If you cannot post on the forum than can you please PM with what you meant by "secret they won't let outsiders know"?

Thanks

UCB has the best CS program out of the schools that are listed. That doesn't mean that it is the best option for your son - he may or may not be well suited for a huge public school like UCB which can affect how successful he will be.

Does he want to attend a school with 37,000 students, one with 2,000, or something in between ?

kantscholar said:   College professor here, so I may not have a "real world" take on these things. But, to me, this is a no-brainer in terms of the decision. He should go to USC.

For the last few years I taught at a top-50 research university that is very similar to USC in a variety of ways. Our best students were those who were accepted into Harvard, Penn, and Yale, but decided to go to our school because they got a full ride, accepted into our honors program, etc. Those students stood out. We have outstanding professors--just as good (in terms of undergraduate teaching) as all of the top-10 schools (especially when you consider who the undergraduates actually have access to). What he should want is access to the top professors and resources. USC gets you that. He should also wants to be able to stand out as an undergraduate, so professors will be willing to work with him on research projects and write letters of recommendation that say things like: "X was one of the top undergraduates I have encountered in my 25 years of teaching," instead of: "X was a very good student and one of the better members of his graduating class."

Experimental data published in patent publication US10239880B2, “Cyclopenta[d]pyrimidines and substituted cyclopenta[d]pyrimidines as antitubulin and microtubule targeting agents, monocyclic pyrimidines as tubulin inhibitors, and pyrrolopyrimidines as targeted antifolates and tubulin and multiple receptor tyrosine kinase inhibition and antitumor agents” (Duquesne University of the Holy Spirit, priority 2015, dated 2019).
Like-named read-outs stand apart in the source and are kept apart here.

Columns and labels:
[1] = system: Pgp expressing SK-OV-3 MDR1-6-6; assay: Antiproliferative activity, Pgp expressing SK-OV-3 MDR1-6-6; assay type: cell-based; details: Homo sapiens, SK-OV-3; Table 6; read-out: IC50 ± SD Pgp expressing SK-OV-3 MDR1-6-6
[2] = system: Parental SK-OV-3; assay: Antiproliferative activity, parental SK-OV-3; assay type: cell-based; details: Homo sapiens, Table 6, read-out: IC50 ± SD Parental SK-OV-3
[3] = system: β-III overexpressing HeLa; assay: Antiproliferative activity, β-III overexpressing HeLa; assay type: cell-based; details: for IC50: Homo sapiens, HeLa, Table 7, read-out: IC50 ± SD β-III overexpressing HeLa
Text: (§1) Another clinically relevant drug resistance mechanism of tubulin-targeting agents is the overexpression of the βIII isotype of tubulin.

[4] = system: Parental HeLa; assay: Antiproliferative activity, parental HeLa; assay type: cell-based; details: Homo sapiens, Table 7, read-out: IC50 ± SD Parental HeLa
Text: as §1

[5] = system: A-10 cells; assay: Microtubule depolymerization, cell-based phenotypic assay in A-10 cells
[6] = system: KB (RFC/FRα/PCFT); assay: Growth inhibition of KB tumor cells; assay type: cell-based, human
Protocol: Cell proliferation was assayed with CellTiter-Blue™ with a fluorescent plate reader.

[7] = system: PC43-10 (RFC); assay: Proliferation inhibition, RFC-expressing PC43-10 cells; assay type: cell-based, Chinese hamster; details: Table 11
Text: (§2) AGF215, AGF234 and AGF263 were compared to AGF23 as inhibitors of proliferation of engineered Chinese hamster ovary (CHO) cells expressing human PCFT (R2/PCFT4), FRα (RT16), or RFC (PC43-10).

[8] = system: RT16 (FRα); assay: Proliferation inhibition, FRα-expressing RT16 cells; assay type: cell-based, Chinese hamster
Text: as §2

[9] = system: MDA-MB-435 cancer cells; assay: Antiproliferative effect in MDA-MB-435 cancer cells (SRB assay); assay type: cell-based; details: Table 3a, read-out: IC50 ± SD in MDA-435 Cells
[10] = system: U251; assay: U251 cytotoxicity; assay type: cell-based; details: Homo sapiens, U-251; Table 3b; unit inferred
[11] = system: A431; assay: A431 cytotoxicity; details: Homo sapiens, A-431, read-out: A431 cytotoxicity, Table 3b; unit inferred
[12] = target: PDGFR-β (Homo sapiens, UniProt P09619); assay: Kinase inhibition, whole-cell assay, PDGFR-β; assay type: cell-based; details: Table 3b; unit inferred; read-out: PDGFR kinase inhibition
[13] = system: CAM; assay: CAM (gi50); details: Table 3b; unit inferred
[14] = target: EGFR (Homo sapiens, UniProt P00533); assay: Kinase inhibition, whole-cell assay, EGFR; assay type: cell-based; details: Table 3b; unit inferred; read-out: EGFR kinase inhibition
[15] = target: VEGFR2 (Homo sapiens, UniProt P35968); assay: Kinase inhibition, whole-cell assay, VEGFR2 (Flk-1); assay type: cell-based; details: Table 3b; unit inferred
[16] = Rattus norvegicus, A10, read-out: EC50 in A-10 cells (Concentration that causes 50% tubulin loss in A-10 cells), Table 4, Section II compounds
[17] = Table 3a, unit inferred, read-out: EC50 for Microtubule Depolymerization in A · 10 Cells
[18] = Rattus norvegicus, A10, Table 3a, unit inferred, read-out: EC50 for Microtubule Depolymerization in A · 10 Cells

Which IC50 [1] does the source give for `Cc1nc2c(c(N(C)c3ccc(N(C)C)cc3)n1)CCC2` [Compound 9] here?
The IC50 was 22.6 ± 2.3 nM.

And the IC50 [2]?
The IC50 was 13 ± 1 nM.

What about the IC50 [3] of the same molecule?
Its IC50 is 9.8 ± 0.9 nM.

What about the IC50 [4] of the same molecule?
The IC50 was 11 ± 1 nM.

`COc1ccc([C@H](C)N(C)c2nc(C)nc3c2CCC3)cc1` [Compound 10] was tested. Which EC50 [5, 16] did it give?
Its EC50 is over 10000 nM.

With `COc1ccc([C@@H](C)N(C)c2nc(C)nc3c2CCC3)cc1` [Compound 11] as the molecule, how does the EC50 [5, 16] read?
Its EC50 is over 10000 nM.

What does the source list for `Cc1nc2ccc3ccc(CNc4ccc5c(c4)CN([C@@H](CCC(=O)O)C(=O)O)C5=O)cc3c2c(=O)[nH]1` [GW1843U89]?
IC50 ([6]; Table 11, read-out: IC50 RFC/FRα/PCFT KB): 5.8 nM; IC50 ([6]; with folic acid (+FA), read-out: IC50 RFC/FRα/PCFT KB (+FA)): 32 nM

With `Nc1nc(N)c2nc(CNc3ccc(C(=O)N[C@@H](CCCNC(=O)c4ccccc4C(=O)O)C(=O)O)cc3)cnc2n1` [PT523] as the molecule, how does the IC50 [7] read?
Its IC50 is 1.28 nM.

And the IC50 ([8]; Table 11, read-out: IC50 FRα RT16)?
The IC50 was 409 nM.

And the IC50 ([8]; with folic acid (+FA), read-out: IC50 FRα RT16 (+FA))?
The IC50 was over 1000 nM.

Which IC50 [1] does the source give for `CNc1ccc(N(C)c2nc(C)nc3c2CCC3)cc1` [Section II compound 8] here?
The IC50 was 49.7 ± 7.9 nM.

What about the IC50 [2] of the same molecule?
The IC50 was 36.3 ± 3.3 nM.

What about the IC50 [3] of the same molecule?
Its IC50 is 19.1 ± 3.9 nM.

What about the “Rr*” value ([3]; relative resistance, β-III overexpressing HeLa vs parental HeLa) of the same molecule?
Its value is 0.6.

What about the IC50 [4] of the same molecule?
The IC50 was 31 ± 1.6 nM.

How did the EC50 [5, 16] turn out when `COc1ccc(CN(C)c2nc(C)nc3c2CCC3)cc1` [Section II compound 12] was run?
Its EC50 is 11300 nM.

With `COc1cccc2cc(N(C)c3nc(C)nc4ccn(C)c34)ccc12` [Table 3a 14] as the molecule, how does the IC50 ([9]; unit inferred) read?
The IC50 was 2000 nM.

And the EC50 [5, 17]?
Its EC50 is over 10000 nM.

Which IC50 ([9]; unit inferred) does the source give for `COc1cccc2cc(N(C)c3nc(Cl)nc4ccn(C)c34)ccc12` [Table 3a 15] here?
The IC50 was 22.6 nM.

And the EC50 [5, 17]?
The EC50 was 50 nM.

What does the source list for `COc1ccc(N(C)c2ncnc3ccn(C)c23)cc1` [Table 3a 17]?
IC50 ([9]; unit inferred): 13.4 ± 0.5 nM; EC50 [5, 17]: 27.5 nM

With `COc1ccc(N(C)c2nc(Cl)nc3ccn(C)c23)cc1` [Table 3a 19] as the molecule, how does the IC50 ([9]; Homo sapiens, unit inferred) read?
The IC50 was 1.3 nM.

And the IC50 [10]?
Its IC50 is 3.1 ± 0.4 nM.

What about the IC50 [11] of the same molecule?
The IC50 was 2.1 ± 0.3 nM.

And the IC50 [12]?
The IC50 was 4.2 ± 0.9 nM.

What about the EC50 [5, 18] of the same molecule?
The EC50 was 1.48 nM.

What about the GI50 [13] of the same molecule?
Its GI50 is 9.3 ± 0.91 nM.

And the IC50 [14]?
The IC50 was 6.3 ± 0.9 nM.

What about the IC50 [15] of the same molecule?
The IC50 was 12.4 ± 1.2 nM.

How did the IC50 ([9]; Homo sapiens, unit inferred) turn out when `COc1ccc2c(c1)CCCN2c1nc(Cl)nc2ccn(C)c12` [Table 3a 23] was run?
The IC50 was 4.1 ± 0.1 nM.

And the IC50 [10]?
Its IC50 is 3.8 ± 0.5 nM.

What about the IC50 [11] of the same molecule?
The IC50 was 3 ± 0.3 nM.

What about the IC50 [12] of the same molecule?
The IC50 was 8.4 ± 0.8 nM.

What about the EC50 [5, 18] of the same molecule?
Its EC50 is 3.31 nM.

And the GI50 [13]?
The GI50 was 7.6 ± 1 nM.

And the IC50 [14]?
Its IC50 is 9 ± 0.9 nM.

What also seems to have gone unmentioned is that his interest now is either to get an MBA or law school after college. He sounds like a typical 18-year old. He doesn't know what he wants to do: computer science, business, or law. Again, unless money is not an issue, pursuing either an MBA or a JD is very expensive, and he'll thank you down the road if he is not burdened with law school or business school loans. But even if money is not an issue, I'd still pick USC over the others. You're look at 200k. If he's looking to do graduate work in something, either computer science, business, or law, the name on his undergraduate degree won't really matter too much. What will matter is how much he learned, what connections he makes, the professors he's able to work closely with, etc.


Thanks kantscholar for your insightful response. What do you think about following thoughts?

1. Did you find that top employers such as Mckinsey, Facebook, etc come to your school for recruitment? e.g. I was looking at average placement for USC vs Caltech and there is difference of about $25K/yr. Not sure how correct the data is. Back in India, I have seen employers differentiating between freshers based on school. I hear same things in US.
2. Few years down the line, we may not even remember that we saved $160K but the brand will stay for life. e.g. When I am planning to hire and someone has Harvard, Yale in their resume then I see them different compared to someone from USC. At that point, I would not check whether they got full ride at USC or whether they went to USC over Harvard.
3. I see that schools are made of peers. If one goes to USC there may be 1-2% of the kids like him but if he goes to Caltech or UCB there will be 50% kids like him. Hopefully he will work hard and learn from his peers along the way.

Thanks again for your help in thinking it through.

xoneinax said:   Does he want to attend a school with 37,000 students or one with 2,000, or something in between ?

He is very flexible and that is not a big issue either way.

Thanks